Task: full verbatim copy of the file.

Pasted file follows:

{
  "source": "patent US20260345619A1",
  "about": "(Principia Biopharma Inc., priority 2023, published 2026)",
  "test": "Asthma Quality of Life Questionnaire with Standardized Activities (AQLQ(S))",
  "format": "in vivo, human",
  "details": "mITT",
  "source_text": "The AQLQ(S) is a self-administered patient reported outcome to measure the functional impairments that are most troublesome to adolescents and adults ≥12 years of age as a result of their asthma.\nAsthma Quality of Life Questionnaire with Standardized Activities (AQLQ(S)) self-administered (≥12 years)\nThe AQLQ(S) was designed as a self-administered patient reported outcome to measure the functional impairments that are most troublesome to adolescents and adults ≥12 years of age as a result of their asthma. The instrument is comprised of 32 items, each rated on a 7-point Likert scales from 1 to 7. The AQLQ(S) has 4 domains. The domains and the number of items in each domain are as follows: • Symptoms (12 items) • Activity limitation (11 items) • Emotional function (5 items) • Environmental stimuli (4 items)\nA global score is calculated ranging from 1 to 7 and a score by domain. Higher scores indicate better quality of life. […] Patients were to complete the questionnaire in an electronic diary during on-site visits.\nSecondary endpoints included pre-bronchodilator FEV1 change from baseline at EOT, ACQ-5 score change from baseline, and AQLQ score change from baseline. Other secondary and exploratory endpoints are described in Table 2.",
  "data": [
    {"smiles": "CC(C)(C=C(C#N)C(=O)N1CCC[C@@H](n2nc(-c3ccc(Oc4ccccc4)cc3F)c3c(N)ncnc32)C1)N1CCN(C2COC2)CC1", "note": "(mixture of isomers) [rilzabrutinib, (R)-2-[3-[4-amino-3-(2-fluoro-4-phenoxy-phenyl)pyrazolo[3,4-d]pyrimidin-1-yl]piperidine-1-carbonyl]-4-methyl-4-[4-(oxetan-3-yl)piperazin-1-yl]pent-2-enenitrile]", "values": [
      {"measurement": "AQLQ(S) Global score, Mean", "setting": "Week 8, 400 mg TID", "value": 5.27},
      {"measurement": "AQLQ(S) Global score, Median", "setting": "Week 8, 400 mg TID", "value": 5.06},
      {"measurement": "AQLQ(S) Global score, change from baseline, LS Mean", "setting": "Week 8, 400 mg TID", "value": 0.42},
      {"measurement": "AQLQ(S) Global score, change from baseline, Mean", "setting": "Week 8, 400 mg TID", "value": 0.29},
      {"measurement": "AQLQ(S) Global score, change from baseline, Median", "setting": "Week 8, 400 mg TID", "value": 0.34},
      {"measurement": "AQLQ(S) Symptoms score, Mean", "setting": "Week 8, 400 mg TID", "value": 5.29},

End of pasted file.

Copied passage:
{
  "source": "patent US20260345619A1",
  "about": "(Principia Biopharma Inc., priority 2023, published 2026)",
  "test": "Asthma Quality of Life Questionnaire with Standardized Activities (AQLQ(S))",
  "format": "in vivo, human",
  "details": "mITT",
  "source_text": "The AQLQ(S) is a self-administered patient reported outcome to measure the functional impairments that are most troublesome to adolescents and adults ≥12 years of age as a result of their asthma.\nAsthma Quality of Life Questionnaire with Standardized Activities (AQLQ(S)) self-administered (≥12 years)\nThe AQLQ(S) was designed as a self-administered patient reported outcome to measure the functional impairments that are most troublesome to adolescents and adults ≥12 years of age as a result of their asthma. The instrument is comprised of 32 items, each rated on a 7-point Likert scales from 1 to 7. The AQLQ(S) has 4 domains. The domains and the number of items in each domain are as follows: • Symptoms (12 items) • Activity limitation (11 items) • Emotional function (5 items) • Environmental stimuli (4 items)\nA global score is calculated ranging from 1 to 7 and a score by domain. Higher scores indicate better quality of life. […] Patients were to complete the questionnaire in an electronic diary during on-site visits.\nSecondary endpoints included pre-bronchodilator FEV1 change from baseline at EOT, ACQ-5 score change from baseline, and AQLQ score change from baseline. Other secondary and exploratory endpoints are described in Table 2.",
  "data": [
    {"smiles": "CC(C)(C=C(C#N)C(=O)N1CCC[C@@H](n2nc(-c3ccc(Oc4ccccc4)cc3F)c3c(N)ncnc32)C1)N1CCN(C2COC2)CC1", "note": "(mixture of isomers) [rilzabrutinib, (R)-2-[3-[4-amino-3-(2-fluoro-4-phenoxy-phenyl)pyrazolo[3,4-d]pyrimidin-1-yl]piperidine-1-carbonyl]-4-methyl-4-[4-(oxetan-3-yl)piperazin-1-yl]pent-2-enenitrile]", "values": [
      {"measurement": "AQLQ(S) Global score, Mean", "setting": "Week 8, 400 mg TID", "value": 5.27},
      {"measurement": "AQLQ(S) Global score, Median", "setting": "Week 8, 400 mg TID", "value": 5.06},
      {"measurement": "AQLQ(S) Global score, change from baseline, LS Mean", "setting": "Week 8, 400 mg TID", "value": 0.42},
      {"measurement": "AQLQ(S) Global score, change from baseline, Mean", "setting": "Week 8, 400 mg TID", "value": 0.29},
      {"measurement": "AQLQ(S) Global score, change from baseline, Median", "setting": "Week 8, 400 mg TID", "value": 0.34},
      {"measurement": "AQLQ(S) Symptoms score, Mean", "setting": "Week 8, 400 mg TID", "value": 5.29},